Thanks to Roving Bandit for identifying this infographic by Smith College professor Eric Reeves showing the extent of Sudan’s bombings of its neighbor, South Sudan. This long-running conflict may have become a bonafide war.
Researchers at AidData say that Mapping makes it easier to identify links between climate change, violent conflict and assistance projects. Here’s one such map that reportedly shows this:
Above is just a screen grab that is probably somewhat incomprehensible to you. So go to this link and see how it really works, as an interactive tool. AidData says:
The goal of the project is to shed light on the links between three major forces that play a role in shaping development in a number of countries in Africa: climate change, conflict, and development assistance. Parts of the Democratic Republic of the Congo, southern Somalia, and South Sudan, for example, are particularly vulnerable to the negative effects of climate change. CCAPS researchers are investigating the interplay of climate-related hazards and incidents of violent conflict, and the way conflict dynamics are changing over time and space.
The BBC reports that ethnic clashes continue in Southern Sudan:
Gunmen have killed at least 51 people – mostly women and children – in the latest clashes in South Sudan’s troubled Jonglei state, regional governor Kuol Manyang has said. At least 22 others were injured after attackers raided and burned the village of Duk Padiet, he added…. The cycle of violence has lasted months and killed hundreds of people. It began as cattle raids but has spiralled out of control.
This might sound like a relatively small problem compared to conflicts elsewhere. But it is a disturbing indicator of instability in a war-torn region the international community was not too long ago celebrating as the world’s newest nation, South Sudan.
One Seattle man, a refugee from South Sudan, I interviewed last week says the problem is a lack of government, of law enforcement. Gai Bol Thong was accused by some media of funding a massacre. Bol Thong says he has been raising money here in the U.S. to help his friends and family defend and care for themselves — because nobody else will.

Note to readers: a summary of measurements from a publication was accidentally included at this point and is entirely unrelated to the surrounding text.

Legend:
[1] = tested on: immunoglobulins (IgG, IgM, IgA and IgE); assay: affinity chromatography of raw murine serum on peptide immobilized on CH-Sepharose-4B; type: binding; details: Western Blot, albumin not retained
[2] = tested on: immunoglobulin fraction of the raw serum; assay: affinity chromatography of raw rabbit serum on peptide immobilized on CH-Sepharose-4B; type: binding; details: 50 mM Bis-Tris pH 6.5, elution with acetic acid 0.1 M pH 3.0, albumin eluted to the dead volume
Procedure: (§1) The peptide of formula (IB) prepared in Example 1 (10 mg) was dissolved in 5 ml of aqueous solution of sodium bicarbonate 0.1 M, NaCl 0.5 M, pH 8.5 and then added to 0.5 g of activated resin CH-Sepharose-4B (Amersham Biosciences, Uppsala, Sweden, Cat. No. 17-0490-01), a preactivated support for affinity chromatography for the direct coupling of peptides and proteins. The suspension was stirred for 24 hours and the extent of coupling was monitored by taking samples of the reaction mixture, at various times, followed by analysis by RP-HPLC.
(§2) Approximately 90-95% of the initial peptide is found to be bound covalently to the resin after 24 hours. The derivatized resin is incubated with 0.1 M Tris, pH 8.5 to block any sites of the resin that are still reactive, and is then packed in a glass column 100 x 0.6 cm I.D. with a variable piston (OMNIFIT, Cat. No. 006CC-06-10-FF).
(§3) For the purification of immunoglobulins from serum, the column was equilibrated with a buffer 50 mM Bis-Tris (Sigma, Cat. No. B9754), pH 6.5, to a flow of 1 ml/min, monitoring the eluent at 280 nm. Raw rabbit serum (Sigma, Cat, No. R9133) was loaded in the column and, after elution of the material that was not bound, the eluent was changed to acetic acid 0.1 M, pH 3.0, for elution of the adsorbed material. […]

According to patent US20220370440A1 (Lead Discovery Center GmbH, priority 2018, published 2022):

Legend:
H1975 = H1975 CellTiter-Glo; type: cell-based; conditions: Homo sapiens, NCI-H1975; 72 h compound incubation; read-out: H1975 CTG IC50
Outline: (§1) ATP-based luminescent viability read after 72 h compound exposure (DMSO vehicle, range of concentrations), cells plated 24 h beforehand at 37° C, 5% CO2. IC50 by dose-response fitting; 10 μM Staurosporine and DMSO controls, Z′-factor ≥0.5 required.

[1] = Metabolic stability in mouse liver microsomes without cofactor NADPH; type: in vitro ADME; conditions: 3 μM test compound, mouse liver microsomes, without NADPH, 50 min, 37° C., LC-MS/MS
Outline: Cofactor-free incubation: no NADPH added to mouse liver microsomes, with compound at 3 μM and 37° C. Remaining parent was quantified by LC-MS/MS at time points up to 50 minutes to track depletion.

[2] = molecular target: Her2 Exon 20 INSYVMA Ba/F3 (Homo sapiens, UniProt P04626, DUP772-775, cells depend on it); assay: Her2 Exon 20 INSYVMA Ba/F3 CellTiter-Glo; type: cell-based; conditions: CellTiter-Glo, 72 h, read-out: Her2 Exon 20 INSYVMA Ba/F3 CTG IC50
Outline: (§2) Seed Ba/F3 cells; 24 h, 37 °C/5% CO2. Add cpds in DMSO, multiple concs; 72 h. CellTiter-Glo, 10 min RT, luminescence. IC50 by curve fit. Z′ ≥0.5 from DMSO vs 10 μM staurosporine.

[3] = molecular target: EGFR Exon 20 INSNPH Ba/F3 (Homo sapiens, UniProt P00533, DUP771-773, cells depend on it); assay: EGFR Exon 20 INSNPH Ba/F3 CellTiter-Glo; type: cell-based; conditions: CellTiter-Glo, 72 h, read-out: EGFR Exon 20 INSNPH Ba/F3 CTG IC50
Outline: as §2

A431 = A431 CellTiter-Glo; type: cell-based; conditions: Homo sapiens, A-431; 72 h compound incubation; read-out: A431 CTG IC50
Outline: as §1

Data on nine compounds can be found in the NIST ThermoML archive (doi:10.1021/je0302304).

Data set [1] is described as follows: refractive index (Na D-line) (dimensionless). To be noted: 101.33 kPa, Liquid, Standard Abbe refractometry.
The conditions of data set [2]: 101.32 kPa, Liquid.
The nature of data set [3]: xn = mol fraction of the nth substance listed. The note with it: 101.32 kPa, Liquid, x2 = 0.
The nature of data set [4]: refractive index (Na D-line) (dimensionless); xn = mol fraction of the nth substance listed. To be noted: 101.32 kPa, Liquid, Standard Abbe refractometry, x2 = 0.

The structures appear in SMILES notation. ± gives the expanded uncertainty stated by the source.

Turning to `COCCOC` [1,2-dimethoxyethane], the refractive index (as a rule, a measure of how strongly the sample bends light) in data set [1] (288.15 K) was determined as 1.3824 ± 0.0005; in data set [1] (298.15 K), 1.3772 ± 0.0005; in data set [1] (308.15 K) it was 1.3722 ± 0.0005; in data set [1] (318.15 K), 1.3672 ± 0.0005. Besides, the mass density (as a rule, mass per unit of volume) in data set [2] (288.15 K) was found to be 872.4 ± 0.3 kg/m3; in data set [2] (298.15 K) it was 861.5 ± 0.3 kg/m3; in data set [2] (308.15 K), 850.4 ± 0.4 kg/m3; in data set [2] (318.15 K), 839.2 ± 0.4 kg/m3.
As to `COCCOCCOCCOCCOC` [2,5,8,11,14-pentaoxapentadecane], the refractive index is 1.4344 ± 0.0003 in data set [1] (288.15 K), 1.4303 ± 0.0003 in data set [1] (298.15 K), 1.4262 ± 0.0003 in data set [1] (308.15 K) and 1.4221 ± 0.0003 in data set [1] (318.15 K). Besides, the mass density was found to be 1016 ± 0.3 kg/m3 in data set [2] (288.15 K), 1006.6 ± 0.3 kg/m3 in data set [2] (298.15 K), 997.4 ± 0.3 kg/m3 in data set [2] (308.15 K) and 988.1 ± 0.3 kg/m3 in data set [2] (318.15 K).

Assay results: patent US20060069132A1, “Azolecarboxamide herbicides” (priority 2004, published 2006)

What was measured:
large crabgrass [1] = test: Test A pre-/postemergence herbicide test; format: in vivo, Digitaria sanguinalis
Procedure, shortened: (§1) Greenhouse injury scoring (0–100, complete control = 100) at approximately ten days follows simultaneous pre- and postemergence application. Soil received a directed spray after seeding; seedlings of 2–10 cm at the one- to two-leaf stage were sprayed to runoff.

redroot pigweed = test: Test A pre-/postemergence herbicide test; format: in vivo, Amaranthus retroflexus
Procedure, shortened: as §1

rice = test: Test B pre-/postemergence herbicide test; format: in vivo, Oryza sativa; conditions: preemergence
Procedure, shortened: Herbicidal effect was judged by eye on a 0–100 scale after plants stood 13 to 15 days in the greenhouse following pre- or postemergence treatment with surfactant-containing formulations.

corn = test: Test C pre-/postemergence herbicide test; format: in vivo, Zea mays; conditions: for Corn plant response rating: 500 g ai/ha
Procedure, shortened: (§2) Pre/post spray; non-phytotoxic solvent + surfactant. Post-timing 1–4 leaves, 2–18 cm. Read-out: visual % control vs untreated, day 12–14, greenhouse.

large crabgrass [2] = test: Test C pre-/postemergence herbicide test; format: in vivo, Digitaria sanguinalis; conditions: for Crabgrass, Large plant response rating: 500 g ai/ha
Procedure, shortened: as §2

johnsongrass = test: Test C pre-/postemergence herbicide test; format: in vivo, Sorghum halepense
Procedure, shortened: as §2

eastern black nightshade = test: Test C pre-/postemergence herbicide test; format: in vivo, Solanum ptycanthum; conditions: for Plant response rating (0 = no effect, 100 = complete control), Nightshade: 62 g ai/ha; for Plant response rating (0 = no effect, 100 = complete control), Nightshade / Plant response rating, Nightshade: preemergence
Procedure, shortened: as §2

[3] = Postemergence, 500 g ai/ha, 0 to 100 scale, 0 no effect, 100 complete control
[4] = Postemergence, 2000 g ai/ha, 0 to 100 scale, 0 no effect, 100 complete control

“Yes, just as the United Nations and the South Sudan government did nothing when the Murle came and killed our people,” Bol Thang said. “If the government and the international community do nothing to defend us, we need to defend ourselves.”
There are a number of perils now facing South Sudan, which include threats of conflict from former countrymen (north Sudan), poverty and now increasing internal conflict.
Did a refugee from Sudan living in Seattle help raise money here for a massacre there?
That seems to be what the New York Times’ Jeffrey Gettleman is saying about a man he identifies as Gai Bol Thong, a Seattle man who leads an organization known as Nuer Youth in North America, in his latest report on the increasingly deadly violent conflicts in South Sudan:
The trail of corpses begins about 300 yards from the corrugated metal gate of the United Nations compound and stretches for miles into the bush…. Eight thousand fighters just besieged this small town in the middle of a vast expanse, razing huts, burning granaries, stealing tens of thousands of cows and methodically killing hundreds, possibly thousands, of men, women and children hiding in the bush.
The attack was presaged by a fund-raising drive for the Nuer militia in the United States — a troubling sign that behind the raiders toting Kalashnikovs and singing war songs was an active back office half a world away. Gai Bol Thong, a Nuer refugee in Seattle who helped write the militia’s statement, said he had led an effort to cobble together about $45,000 from South Sudanese living abroad for the warriors’ food and medicine.
“We mean what we say,” he said in an interview. “We kill everybody. We are tired of them.” (He later scaled back and said he meant they would kill Murle warriors, not civilians.)
GlobalPost has followed up on the NYTimes report, adding:
So a refugee in Seattle admits to fund-raising for a 6,000-strong army of young men with AK-47s who go on a rampage to steal cattle and kill hundreds of their tribal rivals in a bid to wipe them out while simultaneously destabilizing one of the US’s newest allies?
Mr. Gai Bol Thong might not find himself quite so welcome in the US after this admission.
Seattle NPR affiliate KUOW radio included an interview today with Bol Thong on Weekday. Here are some other earlier, related stories:
Upper Nile Times (from January 6) : Nuer Youth White Army plans massive attack
GlobalPost South Sudan: 3,000 dead in ethnic massacre
South Sudan News Nuer White Army ends operations against Muerle Tribe